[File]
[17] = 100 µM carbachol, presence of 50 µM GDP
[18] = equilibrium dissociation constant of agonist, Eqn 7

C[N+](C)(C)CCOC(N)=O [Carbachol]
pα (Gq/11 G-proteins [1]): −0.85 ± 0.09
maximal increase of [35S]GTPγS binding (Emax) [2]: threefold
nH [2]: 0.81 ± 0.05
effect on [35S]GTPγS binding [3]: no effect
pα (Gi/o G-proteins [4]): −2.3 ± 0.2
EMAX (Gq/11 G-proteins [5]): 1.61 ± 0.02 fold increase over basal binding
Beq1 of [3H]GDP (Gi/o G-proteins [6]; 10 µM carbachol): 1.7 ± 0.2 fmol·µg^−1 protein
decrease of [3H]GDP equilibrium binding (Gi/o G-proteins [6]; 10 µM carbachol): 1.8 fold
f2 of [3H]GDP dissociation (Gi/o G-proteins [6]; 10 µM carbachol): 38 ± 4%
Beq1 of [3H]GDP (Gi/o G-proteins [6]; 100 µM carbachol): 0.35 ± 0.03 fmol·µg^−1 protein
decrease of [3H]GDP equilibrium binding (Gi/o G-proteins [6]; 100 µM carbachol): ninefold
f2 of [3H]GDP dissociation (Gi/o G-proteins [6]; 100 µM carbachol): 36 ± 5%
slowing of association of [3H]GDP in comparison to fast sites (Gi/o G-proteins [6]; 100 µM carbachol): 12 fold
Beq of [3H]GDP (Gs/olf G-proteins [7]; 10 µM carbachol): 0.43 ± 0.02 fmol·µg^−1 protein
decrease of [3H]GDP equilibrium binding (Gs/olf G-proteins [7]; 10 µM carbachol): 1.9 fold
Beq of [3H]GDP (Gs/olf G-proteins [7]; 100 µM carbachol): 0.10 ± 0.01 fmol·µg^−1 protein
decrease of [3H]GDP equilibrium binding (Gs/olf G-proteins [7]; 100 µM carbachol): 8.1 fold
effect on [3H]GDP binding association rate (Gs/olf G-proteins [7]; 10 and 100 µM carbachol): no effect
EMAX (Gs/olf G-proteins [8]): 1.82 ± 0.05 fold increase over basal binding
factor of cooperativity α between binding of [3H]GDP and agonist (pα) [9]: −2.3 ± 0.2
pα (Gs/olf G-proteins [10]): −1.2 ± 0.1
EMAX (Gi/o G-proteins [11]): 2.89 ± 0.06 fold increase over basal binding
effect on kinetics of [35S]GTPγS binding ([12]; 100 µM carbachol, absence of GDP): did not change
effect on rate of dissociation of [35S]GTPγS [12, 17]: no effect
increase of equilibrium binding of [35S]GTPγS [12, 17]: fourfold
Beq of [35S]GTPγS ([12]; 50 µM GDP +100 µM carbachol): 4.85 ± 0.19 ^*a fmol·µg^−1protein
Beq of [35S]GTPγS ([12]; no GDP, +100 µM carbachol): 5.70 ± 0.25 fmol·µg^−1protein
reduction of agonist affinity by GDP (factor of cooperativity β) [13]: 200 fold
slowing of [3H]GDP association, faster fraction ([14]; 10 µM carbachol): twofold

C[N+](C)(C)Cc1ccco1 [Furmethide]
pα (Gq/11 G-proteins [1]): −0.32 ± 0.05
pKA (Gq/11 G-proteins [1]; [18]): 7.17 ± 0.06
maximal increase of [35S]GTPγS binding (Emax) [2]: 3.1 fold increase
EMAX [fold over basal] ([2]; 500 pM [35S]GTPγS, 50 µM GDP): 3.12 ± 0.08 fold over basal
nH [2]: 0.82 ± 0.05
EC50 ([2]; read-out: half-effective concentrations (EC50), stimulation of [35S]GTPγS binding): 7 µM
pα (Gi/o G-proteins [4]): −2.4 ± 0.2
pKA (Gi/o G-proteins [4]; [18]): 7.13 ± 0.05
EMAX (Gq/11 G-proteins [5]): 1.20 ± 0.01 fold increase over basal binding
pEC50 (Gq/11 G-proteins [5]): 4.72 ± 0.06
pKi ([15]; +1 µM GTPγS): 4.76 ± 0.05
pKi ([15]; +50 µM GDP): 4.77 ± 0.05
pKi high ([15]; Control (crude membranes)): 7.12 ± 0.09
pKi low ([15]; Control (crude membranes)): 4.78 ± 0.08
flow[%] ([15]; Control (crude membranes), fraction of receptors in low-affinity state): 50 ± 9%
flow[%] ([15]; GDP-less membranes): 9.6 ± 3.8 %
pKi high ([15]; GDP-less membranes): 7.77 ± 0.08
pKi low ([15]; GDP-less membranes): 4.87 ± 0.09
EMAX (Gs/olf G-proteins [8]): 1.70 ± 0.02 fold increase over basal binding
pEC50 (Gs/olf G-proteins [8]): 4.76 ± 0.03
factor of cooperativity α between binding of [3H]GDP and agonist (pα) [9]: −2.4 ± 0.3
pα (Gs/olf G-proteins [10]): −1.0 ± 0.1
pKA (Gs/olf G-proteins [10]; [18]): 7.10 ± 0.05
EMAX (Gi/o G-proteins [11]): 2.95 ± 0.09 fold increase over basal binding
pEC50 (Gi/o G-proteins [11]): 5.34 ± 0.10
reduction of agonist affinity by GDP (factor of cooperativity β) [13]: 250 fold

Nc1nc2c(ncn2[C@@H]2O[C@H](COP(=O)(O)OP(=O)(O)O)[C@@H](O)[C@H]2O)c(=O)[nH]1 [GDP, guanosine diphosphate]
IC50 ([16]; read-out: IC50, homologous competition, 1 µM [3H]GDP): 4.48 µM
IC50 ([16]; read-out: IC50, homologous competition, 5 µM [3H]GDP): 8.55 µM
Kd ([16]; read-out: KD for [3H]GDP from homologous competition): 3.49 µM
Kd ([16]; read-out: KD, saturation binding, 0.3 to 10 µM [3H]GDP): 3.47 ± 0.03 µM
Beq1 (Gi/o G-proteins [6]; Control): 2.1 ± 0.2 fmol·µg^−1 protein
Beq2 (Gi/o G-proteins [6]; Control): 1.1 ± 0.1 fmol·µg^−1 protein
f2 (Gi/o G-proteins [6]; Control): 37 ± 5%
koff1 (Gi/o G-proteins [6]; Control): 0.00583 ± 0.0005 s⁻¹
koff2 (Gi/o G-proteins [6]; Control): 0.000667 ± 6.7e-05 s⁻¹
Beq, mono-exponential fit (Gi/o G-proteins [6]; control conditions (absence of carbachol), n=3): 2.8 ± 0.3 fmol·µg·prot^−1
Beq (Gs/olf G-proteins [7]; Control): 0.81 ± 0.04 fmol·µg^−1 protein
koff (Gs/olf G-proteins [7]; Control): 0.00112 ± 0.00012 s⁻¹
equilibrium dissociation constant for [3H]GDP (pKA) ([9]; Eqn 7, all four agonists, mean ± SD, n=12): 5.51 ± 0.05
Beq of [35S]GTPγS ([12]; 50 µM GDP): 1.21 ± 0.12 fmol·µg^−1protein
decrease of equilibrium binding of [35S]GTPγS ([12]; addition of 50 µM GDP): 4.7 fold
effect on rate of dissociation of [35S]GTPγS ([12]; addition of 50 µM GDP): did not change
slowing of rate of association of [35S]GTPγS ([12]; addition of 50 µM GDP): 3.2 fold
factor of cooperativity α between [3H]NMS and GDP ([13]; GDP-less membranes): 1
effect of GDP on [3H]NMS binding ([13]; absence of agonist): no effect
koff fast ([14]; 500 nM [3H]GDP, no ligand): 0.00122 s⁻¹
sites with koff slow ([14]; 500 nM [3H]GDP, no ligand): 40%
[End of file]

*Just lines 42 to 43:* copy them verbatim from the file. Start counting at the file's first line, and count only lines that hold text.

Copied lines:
EMAX (Gq/11 G-proteins [5]): 1.20 ± 0.01 fold increase over basal binding
pEC50 (Gq/11 G-proteins [5]): 4.72 ± 0.06